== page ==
Background: A common clinical scenario encountered by an orthopaedic surgeon is a patient with a secure cementless acetabular shell and a failed polyethylene liner. One treatment option is to cement a new liner into the fixed shell. The purpose of this study was to evaluate technical variables to improve the mechanical strength of such cemented liner constructs.
Methods: The contributions of shell texturing, liner texturing, and cement mantle thickness (between the liner and the shell) were evaluated by comparing torsional strength (among nine groups of constructs) and lever-out strength (among eight groups of constructs).
Results: Failure almost always occurred at the cement-liner interface. The two exceptions (failure at the shell-cement interface) occurred with a polished, untextured shell with no screw-holes. This finding indicates that if a shell has existing texturing (such as holes), further intraoperative scoring of the shell is unnecessary, but some sort of texturing is necessary to avoid construct failure at the shell-cement interface. Textured liners had significantly (a = 0.05) greater torsional and lever-out strength than untextured liners. The greatest construct strength occurred when liner grooves were oriented so as to oppose the applied loading. A 4-mm-thick cement mantle resulted in slightly greater torsional strength than a 2-mm-thick cement mantle, and a 2-mm-thick cement mantle resulted in considerably greater lever-out strength than a 4-mm-thick cement mantle, but these differences were not significant.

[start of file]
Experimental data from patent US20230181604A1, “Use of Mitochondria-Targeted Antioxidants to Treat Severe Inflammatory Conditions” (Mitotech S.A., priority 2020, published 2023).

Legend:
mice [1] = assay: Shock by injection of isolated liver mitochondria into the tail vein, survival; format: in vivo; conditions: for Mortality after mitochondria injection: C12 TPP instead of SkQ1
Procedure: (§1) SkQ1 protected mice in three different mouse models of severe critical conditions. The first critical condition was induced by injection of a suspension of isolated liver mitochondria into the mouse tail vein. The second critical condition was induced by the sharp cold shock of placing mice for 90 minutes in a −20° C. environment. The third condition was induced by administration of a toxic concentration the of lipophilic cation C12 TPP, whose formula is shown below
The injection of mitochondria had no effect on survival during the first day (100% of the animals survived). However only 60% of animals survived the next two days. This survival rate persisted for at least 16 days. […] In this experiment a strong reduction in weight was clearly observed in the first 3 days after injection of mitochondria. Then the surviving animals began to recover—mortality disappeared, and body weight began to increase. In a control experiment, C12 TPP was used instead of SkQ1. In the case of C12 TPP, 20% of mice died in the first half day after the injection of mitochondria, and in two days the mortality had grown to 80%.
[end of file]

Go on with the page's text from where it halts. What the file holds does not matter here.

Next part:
Conclusions: When cementing a liner into a well-fixed shell, a surgeon should ensure that both the shell and the liner are textured, as interdigitation of the cement with the shell and the liner is crucial to the mechanical strength of this construct.